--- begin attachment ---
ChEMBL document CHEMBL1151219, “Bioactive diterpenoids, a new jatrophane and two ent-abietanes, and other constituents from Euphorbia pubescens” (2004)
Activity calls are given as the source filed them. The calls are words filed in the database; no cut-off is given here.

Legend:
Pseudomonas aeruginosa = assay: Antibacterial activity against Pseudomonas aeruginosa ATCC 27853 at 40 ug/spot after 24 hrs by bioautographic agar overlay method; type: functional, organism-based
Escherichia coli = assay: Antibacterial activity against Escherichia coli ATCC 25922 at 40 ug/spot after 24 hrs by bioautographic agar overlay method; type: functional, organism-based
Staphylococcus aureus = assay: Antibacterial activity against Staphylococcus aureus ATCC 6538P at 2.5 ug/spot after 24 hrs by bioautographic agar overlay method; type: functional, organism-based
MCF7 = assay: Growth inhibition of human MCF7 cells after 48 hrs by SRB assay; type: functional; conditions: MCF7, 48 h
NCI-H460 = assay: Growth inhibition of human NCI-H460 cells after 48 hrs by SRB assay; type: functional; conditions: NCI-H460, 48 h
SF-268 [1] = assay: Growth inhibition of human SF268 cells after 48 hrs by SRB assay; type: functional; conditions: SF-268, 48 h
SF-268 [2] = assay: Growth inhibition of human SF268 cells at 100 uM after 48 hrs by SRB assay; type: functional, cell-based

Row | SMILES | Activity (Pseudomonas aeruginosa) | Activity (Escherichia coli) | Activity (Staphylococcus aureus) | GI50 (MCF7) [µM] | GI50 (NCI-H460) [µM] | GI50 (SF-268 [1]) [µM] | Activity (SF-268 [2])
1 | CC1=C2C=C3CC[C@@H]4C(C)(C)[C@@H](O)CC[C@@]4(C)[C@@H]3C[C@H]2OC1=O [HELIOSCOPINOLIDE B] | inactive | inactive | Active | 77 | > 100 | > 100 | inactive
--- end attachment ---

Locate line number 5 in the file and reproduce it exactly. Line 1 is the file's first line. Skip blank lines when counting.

Escherichia coli = assay: Antibacterial activity against Escherichia coli ATCC 25922 at 40 ug/spot after 24 hrs by bioautographic agar overlay method; type: functional, organism-based